Nick Robinson & Charles Moore

Bias and the BBC: A discussion

Last week, Nick Robinson wrote an article in the Radio Times saying Radio 4’s Today programme no longer has an obligation to balance its coverage of Brexit. This led to criticism from Charles Moore that he was, in effect, admitting to BBC bias. The two met for a discussion in The Spectator offices.

Nick Robinson: As you’re so fond of pointing out, Charles, most economists, business organisations, trade unions and FTSE 100 chief executives were Remainers. The BBC’s difficulty is that news tends to be about interviewing people in power: scrutinising them, asking tough questions. It’s right that we should go and look for other voices, look for critics. But what we shouldn’t do is treat everybody as if they fit into a Leave or Remain category, and seek to balance every discussion along those lines. That would be absurd.

Charles Moore: I see and accept that. However, I dispute that — in most of these cases — these people are being asked tough questions. One of the things picked up by News-watch [an organisation that monitors BBC bias] is the balance of such discussions. There’ll be four people on one side of an argument, for example, and one on the other.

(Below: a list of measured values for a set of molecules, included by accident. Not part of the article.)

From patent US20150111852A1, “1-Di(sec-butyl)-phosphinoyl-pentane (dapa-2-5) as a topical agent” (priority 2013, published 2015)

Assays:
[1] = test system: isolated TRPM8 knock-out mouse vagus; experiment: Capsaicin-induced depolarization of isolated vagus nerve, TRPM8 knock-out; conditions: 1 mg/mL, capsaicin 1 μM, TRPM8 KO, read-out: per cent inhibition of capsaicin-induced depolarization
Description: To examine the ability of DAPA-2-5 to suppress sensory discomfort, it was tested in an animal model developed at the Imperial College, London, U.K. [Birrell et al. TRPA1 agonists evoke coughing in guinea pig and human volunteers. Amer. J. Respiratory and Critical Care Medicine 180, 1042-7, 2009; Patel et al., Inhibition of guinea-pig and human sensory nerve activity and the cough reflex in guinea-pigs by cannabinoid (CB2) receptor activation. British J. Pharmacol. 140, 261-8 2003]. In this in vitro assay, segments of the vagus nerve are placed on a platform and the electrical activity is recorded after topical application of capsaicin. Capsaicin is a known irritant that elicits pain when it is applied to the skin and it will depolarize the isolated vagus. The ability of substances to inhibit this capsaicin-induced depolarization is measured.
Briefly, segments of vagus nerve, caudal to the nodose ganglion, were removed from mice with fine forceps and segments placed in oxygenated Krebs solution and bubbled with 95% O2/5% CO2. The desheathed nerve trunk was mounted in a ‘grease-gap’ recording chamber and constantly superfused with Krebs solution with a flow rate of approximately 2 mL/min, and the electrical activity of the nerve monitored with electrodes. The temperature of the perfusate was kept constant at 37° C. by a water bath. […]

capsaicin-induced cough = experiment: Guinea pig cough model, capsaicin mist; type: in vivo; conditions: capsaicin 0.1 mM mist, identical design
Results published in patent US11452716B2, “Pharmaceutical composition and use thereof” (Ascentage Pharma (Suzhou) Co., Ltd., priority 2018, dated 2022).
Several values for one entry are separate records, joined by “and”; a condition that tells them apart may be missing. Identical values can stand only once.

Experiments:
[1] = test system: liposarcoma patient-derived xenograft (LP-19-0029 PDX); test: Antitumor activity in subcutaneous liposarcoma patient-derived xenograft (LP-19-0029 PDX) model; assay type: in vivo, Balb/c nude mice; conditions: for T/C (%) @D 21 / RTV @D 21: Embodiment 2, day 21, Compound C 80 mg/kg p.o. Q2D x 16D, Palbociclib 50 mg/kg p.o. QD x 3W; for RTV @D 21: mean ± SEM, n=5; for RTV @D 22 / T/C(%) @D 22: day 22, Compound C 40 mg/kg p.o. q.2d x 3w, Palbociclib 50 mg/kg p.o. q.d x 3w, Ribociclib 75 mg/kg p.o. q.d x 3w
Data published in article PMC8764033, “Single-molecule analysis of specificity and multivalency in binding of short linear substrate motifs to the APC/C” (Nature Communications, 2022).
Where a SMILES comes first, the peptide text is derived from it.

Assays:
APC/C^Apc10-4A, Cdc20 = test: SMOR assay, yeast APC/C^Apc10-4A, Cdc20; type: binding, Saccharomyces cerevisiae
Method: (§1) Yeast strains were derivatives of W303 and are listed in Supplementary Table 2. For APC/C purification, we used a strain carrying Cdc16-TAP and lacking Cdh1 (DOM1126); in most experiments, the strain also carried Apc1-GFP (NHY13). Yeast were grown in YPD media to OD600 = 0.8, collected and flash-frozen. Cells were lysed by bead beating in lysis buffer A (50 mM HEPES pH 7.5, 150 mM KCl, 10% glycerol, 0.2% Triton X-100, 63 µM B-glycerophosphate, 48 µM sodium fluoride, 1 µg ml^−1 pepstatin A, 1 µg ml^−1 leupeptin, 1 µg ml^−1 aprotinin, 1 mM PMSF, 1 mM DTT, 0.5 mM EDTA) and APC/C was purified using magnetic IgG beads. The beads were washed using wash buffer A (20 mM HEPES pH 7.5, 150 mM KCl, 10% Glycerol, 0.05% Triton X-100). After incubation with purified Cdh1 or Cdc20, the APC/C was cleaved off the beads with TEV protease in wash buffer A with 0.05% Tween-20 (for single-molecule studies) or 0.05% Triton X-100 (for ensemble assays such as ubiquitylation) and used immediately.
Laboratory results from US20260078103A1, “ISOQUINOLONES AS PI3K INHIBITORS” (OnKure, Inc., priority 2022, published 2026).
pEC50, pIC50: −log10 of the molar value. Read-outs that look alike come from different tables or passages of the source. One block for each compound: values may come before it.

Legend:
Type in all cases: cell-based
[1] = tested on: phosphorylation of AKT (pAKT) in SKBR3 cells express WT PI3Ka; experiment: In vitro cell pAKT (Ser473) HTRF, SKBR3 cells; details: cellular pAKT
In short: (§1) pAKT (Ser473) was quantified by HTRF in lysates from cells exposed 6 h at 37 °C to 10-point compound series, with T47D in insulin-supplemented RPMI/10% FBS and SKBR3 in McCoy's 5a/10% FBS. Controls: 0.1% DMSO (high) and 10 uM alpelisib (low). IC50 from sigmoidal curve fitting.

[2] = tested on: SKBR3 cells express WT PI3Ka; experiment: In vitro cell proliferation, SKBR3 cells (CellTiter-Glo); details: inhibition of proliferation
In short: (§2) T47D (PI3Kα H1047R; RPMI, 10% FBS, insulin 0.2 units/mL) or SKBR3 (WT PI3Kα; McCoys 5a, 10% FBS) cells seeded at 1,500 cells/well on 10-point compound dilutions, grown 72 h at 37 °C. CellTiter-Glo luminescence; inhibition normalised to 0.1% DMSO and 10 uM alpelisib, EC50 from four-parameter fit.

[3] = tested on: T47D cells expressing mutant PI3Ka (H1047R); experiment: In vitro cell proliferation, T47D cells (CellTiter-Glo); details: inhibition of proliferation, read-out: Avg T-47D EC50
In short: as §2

Robinson: Well the establishment is largely — or was largely — pro-Remain. But there’s a second problem: it’s rational for public organisations and companies to be assessing risk and uncertainty. If you interview the head of the port in Dover, you would expect him — it happens to be a him — to be focusing on the challenges that might be posed by Brexit. So we’d hear his concerns about queues of lorries, and that they might be worse than anything we saw in that crisis a couple of years ago. Now, we should treat such claims with proper scepticism. And ask: ‘Why is he saying this? Might he have an ulterior motive? Does he want cash from the government?’ But what we can’t do is — every day — say: ‘Would Owen Paterson or Iain Duncan Smith or Dan Hannan like to come on to say this is all nonsense?’ And anyway, to put it crudely, what the hell would they know?

Moore: Yes that’s true, as far as it goes.

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